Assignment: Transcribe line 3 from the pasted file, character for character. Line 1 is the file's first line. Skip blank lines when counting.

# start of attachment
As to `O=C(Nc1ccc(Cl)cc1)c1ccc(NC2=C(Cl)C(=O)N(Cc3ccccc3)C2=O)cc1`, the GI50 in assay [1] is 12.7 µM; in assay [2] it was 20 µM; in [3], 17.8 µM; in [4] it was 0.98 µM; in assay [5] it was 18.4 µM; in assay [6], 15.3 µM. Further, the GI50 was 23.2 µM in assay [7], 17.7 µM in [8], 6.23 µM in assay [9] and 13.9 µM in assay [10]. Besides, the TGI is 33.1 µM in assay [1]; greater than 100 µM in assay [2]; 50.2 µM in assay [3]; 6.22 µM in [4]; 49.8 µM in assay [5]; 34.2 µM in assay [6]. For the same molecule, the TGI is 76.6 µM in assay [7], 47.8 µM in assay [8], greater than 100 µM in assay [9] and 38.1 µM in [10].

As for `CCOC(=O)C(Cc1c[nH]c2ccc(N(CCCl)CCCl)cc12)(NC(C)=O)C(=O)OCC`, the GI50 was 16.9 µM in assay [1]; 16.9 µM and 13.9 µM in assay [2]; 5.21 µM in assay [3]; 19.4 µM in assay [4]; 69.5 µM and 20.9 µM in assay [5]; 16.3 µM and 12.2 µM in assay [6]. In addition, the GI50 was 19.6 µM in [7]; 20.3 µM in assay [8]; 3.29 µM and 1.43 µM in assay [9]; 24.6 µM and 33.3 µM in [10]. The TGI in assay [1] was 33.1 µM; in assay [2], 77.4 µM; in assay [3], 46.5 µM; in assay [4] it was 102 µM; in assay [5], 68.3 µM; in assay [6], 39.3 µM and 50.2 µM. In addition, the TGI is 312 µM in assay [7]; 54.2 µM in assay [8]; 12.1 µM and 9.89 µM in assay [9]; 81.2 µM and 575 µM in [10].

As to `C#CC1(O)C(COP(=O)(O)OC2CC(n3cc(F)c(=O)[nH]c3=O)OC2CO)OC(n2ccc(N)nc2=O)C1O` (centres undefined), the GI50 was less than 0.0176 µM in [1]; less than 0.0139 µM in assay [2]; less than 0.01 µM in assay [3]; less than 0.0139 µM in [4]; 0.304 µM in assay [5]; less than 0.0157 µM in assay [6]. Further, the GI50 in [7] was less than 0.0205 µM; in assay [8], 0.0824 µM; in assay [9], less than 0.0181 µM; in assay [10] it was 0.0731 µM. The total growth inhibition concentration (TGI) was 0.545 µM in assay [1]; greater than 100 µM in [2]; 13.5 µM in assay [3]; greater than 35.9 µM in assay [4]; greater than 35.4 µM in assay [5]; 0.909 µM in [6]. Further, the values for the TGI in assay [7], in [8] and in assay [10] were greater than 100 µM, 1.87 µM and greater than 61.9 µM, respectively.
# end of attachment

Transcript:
As to `C#CC1(O)C(COP(=O)(O)OC2CC(n3cc(F)c(=O)[nH]c3=O)OC2CO)OC(n2ccc(N)nc2=O)C1O` (centres undefined), the GI50 was less than 0.0176 µM in [1]; less than 0.0139 µM in assay [2]; less than 0.01 µM in assay [3]; less than 0.0139 µM in [4]; 0.304 µM in assay [5]; less than 0.0157 µM in assay [6]. Further, the GI50 in [7] was less than 0.0205 µM; in assay [8], 0.0824 µM; in assay [9], less than 0.0181 µM; in assay [10] it was 0.0731 µM. The total growth inhibition concentration (TGI) was 0.545 µM in assay [1]; greater than 100 µM in [2]; 13.5 µM in assay [3]; greater than 35.9 µM in assay [4]; greater than 35.4 µM in assay [5]; 0.909 µM in [6]. Further, the values for the TGI in assay [7], in [8] and in assay [10] were greater than 100 µM, 1.87 µM and greater than 61.9 µM, respectively.